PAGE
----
Countries that have a one-party system include the three communist states of North Korea, China, and Korea, as well as Iraq. In the 20th century, one of the most prominent examples of a state with a one-party system was the Soviet Union. A common feature that is shared in countries with one-party systems is the banning of political opposition by law.
In a single-party state, the local constitution is commonly worded to ban the transfer of a power from the ruling party to another party by limiting either legal existence or participatory ability in elections and decision-making. The justification of the existence of single-party states most typically relates to national unity and a legitimization of the party's continued dominance of power by connecting their presence as part of the will of the people.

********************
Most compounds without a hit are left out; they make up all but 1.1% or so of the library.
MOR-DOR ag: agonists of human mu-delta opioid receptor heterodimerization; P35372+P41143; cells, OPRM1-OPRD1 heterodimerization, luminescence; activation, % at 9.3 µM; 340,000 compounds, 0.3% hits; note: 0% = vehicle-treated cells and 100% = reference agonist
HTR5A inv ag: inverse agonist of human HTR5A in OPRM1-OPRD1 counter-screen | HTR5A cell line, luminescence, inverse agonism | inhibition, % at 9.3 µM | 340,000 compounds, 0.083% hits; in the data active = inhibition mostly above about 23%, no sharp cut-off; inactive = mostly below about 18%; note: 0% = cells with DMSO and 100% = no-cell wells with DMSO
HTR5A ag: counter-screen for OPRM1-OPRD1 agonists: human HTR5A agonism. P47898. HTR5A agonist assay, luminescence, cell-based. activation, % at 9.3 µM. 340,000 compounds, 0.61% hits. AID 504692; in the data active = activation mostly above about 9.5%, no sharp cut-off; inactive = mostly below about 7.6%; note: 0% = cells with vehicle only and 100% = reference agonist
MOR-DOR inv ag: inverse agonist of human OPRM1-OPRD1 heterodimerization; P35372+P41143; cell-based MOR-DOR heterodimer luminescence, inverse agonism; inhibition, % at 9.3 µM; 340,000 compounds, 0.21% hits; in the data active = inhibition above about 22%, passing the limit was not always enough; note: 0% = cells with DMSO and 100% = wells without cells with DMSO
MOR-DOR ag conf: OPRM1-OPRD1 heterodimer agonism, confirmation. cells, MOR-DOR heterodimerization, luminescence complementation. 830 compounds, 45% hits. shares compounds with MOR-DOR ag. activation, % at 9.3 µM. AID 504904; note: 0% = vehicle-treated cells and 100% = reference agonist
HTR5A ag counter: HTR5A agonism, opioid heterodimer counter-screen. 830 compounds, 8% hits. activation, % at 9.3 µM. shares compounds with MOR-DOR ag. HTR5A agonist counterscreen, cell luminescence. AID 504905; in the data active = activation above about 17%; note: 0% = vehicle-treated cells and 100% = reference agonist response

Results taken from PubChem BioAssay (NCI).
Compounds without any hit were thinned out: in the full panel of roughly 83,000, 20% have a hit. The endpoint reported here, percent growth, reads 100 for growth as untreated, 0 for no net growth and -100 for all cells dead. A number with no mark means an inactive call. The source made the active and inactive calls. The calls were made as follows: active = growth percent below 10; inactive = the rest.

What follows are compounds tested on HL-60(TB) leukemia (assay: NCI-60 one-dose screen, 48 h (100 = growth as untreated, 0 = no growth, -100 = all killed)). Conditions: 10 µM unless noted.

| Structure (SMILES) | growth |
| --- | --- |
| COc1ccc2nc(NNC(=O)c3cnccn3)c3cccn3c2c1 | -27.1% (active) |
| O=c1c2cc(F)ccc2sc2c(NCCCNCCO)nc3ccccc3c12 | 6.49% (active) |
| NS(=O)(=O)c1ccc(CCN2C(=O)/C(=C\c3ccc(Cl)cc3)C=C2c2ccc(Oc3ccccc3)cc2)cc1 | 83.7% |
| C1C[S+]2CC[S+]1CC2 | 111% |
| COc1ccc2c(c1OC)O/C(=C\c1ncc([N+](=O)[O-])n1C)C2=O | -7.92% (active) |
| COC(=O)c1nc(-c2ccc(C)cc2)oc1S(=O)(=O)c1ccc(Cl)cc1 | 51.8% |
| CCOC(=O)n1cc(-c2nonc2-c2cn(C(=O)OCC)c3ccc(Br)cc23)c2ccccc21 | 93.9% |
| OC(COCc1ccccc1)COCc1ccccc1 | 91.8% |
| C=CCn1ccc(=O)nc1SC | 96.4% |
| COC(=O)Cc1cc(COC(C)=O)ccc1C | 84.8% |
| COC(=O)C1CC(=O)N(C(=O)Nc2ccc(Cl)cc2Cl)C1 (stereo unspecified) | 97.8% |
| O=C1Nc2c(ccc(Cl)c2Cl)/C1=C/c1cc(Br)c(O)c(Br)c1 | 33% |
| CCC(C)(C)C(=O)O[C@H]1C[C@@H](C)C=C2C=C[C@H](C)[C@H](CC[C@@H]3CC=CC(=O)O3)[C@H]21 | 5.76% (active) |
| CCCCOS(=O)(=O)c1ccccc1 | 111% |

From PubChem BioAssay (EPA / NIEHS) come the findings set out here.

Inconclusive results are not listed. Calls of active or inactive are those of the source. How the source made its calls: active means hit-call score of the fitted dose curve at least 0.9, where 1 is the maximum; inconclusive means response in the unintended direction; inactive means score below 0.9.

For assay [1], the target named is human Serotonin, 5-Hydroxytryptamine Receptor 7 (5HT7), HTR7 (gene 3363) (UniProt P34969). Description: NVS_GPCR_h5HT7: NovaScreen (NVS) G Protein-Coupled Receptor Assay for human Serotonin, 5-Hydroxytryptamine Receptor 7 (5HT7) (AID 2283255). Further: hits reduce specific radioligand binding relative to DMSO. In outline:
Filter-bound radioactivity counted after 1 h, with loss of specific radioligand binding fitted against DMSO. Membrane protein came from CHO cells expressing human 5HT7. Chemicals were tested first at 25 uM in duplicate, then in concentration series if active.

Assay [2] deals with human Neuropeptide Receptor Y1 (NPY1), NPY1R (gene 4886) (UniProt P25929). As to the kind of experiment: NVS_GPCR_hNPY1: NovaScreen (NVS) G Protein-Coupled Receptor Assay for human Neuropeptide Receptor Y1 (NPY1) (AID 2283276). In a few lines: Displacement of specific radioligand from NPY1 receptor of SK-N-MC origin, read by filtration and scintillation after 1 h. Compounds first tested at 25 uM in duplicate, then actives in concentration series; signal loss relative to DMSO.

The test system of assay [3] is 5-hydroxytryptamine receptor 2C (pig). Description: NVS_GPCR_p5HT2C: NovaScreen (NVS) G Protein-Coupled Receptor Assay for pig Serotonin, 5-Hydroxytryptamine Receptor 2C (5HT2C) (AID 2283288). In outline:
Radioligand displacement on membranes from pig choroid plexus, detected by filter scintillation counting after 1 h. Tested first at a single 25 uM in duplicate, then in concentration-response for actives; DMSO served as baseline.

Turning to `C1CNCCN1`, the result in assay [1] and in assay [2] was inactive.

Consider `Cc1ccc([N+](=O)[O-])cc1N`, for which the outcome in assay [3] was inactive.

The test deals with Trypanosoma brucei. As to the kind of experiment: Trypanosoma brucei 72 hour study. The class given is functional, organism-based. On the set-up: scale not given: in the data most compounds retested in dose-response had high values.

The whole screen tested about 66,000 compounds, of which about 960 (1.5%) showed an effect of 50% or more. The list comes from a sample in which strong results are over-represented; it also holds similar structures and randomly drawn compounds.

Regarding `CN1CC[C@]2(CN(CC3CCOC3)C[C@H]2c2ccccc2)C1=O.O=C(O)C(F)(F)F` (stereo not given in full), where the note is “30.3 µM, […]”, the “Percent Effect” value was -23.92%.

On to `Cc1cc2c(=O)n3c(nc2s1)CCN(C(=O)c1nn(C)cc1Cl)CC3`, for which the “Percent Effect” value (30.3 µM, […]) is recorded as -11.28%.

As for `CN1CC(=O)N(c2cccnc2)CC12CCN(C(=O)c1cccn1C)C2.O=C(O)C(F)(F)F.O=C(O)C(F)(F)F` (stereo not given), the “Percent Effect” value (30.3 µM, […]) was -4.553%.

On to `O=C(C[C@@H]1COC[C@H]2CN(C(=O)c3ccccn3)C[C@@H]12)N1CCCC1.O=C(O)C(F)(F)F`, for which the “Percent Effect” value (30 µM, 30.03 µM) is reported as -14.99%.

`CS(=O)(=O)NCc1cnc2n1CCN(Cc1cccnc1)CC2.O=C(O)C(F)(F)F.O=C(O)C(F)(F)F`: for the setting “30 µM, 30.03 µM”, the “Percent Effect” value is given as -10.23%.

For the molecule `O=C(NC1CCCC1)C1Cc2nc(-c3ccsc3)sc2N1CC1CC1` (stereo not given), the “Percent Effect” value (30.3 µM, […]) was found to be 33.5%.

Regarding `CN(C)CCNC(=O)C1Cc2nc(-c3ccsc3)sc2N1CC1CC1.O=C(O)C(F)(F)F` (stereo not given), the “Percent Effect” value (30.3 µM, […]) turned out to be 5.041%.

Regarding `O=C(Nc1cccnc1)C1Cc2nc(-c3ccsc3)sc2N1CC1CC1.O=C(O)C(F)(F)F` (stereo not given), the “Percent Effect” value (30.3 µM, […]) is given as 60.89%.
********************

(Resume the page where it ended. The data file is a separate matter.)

In the 20th and 21st centuries, a large portion of single-party states were established following the Marxism-Leninism ideology. Exceptions include Nazi Germany and Italy under Mussolini, which followed a fascist dogma. Some other single-party states that emerged after World War II originated from former colonies in which the ruling party played a major or complete role in achieving independence, such as Cameroon and Indonesia, though the period of single-party rule in these countries were generally brief.